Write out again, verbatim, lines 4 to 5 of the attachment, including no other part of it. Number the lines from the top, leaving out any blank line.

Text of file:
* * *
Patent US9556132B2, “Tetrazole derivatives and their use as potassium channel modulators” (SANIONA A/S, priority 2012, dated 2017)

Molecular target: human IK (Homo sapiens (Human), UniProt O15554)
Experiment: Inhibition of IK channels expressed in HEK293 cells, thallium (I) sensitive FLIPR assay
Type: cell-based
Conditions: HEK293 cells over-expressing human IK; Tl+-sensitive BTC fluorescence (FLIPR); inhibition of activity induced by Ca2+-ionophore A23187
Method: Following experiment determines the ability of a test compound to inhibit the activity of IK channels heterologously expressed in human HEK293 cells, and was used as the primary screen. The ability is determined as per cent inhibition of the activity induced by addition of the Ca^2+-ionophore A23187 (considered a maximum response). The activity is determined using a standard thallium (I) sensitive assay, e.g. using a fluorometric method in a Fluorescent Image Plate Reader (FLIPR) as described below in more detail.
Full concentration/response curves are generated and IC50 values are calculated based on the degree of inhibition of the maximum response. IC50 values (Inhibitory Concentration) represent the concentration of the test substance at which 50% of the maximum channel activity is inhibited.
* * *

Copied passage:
Type: cell-based
Conditions: HEK293 cells over-expressing human IK; Tl+-sensitive BTC fluorescence (FLIPR); inhibition of activity induced by Ca2+-ionophore A23187